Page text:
Dynamics of Small Elastic Systems in Fluid: Tension and Nonlinearity

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Virginia Tech

This work explores the physics of micro and nano-scale systems immersed in a fluid. Previous literature has established an understanding of the fluid-solid interaction for systems including cantilevers and doubly clamped beams. Building on these advances, this work extends the theory of doubly clamped beams with an arbitrary amount of tension. Both the driven and stochastic dynamics of a doubly clamped beam are explored. The driven dynamics are investigated for a spatially applied harmonic driving force, and demonstrates quantitative agreement with an experimental beam that is driven electrothermally, in both air and in water. For the stochastic dynamics, the noise spectrum describes the thermal fluctuations at a given frequency. The theoretical model provides an analytical expression for the noise spectrum from an arbitrary number of modes. The noise spectrum of the first eleven modes are computed, and show excellent agreement with the noise spectrum from finite element simulations, which is computed from the deterministic ring down. This agreement is shown across different fluids (air and water), and for multiple measuring points including at the beam midpoint and the quarter point.

In addition to exploring the linear dynamics of these systems, the case of large perturbations, resulting in nonlinear dynamics, is explored. This regime is motivated by exploring the theoretical dynamics of a uniformly shrinking doubly clamped beam. The challenges of modeling such a beam using finite element simulations are discussed. As a simpler and more direct alternative to access the nonlinear regime, a virtual beam is defined. The virtual beam controls the nonlinearity of the restoring force by modifying the Young's modulus. This work defines the Young's modulus such that the restoring force is like a Duffing oscillator. Then, the dynamics of this virtual beam are explored in air and water, and it is demonstrated that the Duffing oscillator serves as an appropriate reduced order model for this virtual beam. To understand the stochastic dynamics of the virtual beam, the stochastic Duffing oscillator is solved numerically. The ensemble autocorrelation of the beam dynamics are investigated for nonlinearities varying from linear to strongly nonlinear. The numeric autocorrelation is used to quantify the range of nonlinear strength where a deterministic approach, the ring down, can yield a good approximation. In the strongly nonlinear regime, the stochastic numerical approach is used to determine the autocorrelation.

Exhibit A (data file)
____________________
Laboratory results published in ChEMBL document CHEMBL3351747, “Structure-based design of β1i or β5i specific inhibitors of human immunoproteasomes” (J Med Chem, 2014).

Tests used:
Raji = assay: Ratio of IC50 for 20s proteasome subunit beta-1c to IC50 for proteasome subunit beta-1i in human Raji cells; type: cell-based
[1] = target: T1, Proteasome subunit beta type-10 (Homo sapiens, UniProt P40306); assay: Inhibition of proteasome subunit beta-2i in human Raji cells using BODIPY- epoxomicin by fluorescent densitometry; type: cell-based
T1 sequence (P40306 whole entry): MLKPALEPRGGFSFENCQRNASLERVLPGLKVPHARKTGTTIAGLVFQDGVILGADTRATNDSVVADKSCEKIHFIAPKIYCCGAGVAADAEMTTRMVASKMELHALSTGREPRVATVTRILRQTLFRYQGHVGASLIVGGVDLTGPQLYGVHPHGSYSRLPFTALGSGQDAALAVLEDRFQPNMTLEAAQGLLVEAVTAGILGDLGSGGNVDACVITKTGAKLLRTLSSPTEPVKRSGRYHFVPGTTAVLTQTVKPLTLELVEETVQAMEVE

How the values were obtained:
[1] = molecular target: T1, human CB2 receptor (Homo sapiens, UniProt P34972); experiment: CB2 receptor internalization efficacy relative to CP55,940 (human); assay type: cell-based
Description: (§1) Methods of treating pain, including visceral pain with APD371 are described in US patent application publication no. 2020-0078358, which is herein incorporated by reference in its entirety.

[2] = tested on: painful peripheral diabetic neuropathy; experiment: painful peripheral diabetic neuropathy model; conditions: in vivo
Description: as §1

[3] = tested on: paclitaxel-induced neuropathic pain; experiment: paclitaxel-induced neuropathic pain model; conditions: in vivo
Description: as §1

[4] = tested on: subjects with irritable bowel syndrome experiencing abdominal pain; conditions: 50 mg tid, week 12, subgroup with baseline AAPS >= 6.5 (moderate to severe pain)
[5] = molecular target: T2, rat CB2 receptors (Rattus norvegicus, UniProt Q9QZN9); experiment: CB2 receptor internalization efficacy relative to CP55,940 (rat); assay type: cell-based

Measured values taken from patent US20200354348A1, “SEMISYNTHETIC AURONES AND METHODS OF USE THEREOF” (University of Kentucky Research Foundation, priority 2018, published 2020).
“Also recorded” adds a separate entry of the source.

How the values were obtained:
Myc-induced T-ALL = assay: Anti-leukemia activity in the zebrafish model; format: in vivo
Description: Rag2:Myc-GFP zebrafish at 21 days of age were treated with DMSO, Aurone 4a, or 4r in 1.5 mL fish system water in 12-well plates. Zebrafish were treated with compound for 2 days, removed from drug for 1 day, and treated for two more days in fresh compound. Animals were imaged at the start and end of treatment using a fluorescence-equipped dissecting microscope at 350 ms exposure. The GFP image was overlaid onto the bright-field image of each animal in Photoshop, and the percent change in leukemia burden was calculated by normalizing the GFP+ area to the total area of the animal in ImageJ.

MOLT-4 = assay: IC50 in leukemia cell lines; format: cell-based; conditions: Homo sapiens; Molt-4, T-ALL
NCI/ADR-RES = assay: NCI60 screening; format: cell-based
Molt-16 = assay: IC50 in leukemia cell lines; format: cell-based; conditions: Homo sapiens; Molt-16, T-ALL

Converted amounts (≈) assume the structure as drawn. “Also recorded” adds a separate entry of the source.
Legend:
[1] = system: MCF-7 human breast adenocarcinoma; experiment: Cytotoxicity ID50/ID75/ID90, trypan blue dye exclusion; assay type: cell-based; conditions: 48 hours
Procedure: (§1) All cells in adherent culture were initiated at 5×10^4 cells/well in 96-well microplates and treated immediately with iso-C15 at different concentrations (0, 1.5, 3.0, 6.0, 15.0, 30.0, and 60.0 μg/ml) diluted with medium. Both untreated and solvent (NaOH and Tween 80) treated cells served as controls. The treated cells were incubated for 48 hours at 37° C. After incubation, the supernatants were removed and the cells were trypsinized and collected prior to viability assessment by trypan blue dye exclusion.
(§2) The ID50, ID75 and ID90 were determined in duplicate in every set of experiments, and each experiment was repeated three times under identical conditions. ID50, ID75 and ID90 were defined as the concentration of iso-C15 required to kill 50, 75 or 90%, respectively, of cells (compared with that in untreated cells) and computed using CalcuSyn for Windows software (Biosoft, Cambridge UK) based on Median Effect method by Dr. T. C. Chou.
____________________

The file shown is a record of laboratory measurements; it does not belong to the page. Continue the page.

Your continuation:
This research was supported by the National Science Foundation, grant number CMMI-2001559, and portions of the computations were conducted using the resources of Virginia Tech's Advanced Research Computing center.

thermal fluctuations, MEMS, NEMS, nonlinearity